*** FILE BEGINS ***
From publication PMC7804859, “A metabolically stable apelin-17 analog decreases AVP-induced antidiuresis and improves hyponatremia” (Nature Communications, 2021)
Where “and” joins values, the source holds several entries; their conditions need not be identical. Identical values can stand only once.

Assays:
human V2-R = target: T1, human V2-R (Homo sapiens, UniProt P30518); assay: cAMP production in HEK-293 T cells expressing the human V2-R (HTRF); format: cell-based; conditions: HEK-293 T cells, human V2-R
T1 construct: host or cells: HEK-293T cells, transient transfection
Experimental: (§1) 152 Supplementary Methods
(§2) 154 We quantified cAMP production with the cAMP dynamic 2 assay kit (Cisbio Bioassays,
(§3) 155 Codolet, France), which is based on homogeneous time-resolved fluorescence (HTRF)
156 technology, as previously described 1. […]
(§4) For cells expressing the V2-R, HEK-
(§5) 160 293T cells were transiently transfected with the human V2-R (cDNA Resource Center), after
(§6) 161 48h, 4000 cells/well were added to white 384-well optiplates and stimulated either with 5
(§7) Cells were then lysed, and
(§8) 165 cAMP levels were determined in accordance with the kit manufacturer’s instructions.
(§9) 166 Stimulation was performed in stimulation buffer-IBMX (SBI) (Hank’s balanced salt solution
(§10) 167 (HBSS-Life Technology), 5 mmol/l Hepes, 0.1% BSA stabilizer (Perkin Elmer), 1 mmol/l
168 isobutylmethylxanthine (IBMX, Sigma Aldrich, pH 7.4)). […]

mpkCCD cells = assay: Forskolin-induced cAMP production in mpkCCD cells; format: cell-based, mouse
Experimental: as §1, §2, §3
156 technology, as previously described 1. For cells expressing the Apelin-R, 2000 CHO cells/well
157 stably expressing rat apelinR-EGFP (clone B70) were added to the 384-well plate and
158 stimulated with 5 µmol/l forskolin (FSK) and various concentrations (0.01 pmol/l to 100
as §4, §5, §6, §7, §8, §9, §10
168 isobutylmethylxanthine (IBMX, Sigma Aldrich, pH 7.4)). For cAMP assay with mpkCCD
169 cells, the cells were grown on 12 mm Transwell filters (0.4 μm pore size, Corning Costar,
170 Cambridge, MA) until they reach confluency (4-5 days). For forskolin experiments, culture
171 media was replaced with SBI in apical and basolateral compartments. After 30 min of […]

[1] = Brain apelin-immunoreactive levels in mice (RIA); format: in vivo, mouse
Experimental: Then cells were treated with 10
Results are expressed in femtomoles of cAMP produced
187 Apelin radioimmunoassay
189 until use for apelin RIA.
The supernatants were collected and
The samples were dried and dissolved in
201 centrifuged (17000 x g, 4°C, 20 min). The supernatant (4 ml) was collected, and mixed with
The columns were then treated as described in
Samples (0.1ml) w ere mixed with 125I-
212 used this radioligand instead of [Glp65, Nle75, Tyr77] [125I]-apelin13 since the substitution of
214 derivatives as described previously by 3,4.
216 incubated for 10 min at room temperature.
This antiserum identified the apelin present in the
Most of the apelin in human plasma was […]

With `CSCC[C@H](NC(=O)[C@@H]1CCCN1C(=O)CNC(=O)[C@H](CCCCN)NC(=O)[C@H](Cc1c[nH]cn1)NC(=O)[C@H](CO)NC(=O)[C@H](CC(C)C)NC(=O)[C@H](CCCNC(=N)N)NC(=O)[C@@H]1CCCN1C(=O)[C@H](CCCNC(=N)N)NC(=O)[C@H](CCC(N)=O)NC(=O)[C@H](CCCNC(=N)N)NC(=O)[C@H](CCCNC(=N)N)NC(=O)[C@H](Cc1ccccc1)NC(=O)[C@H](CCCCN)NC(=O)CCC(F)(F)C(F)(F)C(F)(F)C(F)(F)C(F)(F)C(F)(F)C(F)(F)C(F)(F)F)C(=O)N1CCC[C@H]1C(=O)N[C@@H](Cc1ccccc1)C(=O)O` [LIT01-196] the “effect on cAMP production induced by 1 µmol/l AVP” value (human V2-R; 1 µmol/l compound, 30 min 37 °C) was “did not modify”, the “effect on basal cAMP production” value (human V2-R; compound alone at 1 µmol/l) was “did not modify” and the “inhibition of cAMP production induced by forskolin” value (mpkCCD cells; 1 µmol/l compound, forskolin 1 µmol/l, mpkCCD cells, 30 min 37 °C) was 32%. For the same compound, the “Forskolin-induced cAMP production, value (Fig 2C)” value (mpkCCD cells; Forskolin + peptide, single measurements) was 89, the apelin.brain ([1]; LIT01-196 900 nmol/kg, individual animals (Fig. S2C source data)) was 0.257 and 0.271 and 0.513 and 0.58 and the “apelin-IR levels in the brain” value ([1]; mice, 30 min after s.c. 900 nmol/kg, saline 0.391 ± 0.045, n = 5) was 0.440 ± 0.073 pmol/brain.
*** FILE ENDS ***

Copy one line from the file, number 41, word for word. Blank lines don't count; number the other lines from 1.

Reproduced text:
This antiserum identified the apelin present in the